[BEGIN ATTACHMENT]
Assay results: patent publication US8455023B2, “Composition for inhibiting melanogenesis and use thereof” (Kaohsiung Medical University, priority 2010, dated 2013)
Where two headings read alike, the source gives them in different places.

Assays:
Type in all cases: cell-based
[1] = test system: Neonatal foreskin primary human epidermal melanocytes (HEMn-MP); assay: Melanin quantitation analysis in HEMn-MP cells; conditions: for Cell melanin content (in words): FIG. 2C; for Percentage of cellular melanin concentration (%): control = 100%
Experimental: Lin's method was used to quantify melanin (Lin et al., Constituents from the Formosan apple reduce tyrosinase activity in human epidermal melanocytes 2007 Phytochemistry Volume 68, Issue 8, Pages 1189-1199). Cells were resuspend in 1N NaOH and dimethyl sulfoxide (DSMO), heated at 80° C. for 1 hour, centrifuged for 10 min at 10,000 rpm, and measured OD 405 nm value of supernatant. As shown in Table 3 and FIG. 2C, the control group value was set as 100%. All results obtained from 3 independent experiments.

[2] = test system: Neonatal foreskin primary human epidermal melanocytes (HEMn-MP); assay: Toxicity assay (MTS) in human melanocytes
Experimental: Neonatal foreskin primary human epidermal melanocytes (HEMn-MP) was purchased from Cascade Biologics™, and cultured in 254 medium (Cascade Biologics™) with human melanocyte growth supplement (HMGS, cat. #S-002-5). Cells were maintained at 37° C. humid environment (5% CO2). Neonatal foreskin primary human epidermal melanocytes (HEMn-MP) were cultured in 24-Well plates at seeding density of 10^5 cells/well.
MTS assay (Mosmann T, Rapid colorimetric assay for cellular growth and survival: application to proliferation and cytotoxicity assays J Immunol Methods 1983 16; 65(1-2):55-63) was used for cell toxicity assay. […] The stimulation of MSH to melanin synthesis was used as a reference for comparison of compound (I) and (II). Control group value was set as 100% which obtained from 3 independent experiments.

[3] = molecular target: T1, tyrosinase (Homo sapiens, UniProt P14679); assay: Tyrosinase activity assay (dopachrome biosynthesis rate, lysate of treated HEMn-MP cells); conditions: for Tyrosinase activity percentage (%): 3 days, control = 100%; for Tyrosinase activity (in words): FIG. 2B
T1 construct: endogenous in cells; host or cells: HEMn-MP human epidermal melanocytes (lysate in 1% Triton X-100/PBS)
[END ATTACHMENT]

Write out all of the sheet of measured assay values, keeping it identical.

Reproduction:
Assay results: patent publication US8455023B2, “Composition for inhibiting melanogenesis and use thereof” (Kaohsiung Medical University, priority 2010, dated 2013)
Where two headings read alike, the source gives them in different places.

Assays:
Type in all cases: cell-based
[1] = test system: Neonatal foreskin primary human epidermal melanocytes (HEMn-MP); assay: Melanin quantitation analysis in HEMn-MP cells; conditions: for Cell melanin content (in words): FIG. 2C; for Percentage of cellular melanin concentration (%): control = 100%
Experimental: Lin's method was used to quantify melanin (Lin et al., Constituents from the Formosan apple reduce tyrosinase activity in human epidermal melanocytes 2007 Phytochemistry Volume 68, Issue 8, Pages 1189-1199). Cells were resuspend in 1N NaOH and dimethyl sulfoxide (DSMO), heated at 80° C. for 1 hour, centrifuged for 10 min at 10,000 rpm, and measured OD 405 nm value of supernatant. As shown in Table 3 and FIG. 2C, the control group value was set as 100%. All results obtained from 3 independent experiments.

[2] = test system: Neonatal foreskin primary human epidermal melanocytes (HEMn-MP); assay: Toxicity assay (MTS) in human melanocytes
Experimental: Neonatal foreskin primary human epidermal melanocytes (HEMn-MP) was purchased from Cascade Biologics™, and cultured in 254 medium (Cascade Biologics™) with human melanocyte growth supplement (HMGS, cat. #S-002-5). Cells were maintained at 37° C. humid environment (5% CO2). Neonatal foreskin primary human epidermal melanocytes (HEMn-MP) were cultured in 24-Well plates at seeding density of 10^5 cells/well.
MTS assay (Mosmann T, Rapid colorimetric assay for cellular growth and survival: application to proliferation and cytotoxicity assays J Immunol Methods 1983 16; 65(1-2):55-63) was used for cell toxicity assay. […] The stimulation of MSH to melanin synthesis was used as a reference for comparison of compound (I) and (II). Control group value was set as 100% which obtained from 3 independent experiments.

[3] = molecular target: T1, tyrosinase (Homo sapiens, UniProt P14679); assay: Tyrosinase activity assay (dopachrome biosynthesis rate, lysate of treated HEMn-MP cells); conditions: for Tyrosinase activity percentage (%): 3 days, control = 100%; for Tyrosinase activity (in words): FIG. 2B
T1 construct: endogenous in cells; host or cells: HEMn-MP human epidermal melanocytes (lysate in 1% Triton X-100/PBS)